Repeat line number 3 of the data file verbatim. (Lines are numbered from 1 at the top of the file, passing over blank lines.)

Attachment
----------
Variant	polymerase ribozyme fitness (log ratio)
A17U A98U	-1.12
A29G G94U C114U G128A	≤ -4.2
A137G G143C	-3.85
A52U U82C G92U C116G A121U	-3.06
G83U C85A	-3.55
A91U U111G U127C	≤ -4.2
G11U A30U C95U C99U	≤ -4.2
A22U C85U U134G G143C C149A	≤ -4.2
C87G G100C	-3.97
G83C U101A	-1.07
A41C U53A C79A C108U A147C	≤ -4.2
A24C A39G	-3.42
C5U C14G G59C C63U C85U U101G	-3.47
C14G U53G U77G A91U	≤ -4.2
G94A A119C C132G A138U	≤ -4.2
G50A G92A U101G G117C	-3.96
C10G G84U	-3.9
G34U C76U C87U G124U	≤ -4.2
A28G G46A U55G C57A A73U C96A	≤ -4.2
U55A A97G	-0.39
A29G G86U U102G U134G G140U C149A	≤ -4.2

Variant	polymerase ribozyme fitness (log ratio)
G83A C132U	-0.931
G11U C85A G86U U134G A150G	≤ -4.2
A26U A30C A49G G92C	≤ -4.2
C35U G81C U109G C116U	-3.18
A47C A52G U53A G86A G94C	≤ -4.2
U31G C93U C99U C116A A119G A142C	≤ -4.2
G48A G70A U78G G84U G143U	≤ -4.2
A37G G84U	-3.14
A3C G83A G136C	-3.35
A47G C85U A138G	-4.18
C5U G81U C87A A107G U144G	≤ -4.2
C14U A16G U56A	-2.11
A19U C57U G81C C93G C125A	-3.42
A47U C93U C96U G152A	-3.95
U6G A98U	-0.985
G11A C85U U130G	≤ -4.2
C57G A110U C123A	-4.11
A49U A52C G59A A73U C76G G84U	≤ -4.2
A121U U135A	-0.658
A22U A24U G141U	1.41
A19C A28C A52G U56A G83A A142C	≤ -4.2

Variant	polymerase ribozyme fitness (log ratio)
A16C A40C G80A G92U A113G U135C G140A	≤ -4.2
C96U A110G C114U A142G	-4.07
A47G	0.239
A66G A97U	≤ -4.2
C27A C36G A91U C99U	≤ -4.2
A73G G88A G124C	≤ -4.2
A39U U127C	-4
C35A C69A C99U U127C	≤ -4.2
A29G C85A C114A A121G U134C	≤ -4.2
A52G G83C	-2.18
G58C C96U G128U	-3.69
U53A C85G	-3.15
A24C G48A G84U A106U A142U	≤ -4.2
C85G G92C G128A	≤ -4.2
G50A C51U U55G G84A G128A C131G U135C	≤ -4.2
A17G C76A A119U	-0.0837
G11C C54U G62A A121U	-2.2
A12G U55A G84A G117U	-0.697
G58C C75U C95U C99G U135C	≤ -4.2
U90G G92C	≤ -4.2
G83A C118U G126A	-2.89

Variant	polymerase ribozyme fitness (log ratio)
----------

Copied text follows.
A29G G94U C114U G128A	≤ -4.2